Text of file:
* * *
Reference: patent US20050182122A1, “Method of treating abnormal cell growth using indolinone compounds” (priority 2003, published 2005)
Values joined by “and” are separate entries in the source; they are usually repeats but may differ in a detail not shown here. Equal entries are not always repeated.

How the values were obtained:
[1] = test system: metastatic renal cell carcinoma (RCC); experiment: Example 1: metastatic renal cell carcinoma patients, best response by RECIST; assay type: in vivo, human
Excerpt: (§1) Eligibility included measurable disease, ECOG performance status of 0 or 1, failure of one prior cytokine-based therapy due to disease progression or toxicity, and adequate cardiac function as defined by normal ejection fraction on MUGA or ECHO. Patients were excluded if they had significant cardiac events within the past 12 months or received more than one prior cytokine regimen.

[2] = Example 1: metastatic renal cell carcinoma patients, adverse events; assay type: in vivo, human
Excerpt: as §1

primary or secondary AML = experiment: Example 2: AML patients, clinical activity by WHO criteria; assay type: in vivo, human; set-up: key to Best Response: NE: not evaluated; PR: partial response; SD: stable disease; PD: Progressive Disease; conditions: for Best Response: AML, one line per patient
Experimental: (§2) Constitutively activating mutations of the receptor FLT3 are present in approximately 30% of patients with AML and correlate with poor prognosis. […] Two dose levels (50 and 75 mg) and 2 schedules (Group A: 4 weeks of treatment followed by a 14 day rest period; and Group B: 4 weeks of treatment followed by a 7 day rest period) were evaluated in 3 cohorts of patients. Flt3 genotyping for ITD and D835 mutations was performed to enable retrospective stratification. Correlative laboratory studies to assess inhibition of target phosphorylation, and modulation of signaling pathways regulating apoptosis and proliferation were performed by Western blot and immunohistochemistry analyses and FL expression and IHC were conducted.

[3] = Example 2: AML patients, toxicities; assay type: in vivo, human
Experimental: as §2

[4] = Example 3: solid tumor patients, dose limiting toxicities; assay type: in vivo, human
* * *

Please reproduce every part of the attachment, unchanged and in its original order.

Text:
Reference: patent US20050182122A1, “Method of treating abnormal cell growth using indolinone compounds” (priority 2003, published 2005)
Values joined by “and” are separate entries in the source; they are usually repeats but may differ in a detail not shown here. Equal entries are not always repeated.

How the values were obtained:
[1] = test system: metastatic renal cell carcinoma (RCC); experiment: Example 1: metastatic renal cell carcinoma patients, best response by RECIST; assay type: in vivo, human
Excerpt: (§1) Eligibility included measurable disease, ECOG performance status of 0 or 1, failure of one prior cytokine-based therapy due to disease progression or toxicity, and adequate cardiac function as defined by normal ejection fraction on MUGA or ECHO. Patients were excluded if they had significant cardiac events within the past 12 months or received more than one prior cytokine regimen.

[2] = Example 1: metastatic renal cell carcinoma patients, adverse events; assay type: in vivo, human
Excerpt: as §1

primary or secondary AML = experiment: Example 2: AML patients, clinical activity by WHO criteria; assay type: in vivo, human; set-up: key to Best Response: NE: not evaluated; PR: partial response; SD: stable disease; PD: Progressive Disease; conditions: for Best Response: AML, one line per patient
Experimental: (§2) Constitutively activating mutations of the receptor FLT3 are present in approximately 30% of patients with AML and correlate with poor prognosis. […] Two dose levels (50 and 75 mg) and 2 schedules (Group A: 4 weeks of treatment followed by a 14 day rest period; and Group B: 4 weeks of treatment followed by a 7 day rest period) were evaluated in 3 cohorts of patients. Flt3 genotyping for ITD and D835 mutations was performed to enable retrospective stratification. Correlative laboratory studies to assess inhibition of target phosphorylation, and modulation of signaling pathways regulating apoptosis and proliferation were performed by Western blot and immunohistochemistry analyses and FL expression and IHC were conducted.

[3] = Example 2: AML patients, toxicities; assay type: in vivo, human
Experimental: as §2

[4] = Example 3: solid tumor patients, dose limiting toxicities; assay type: in vivo, human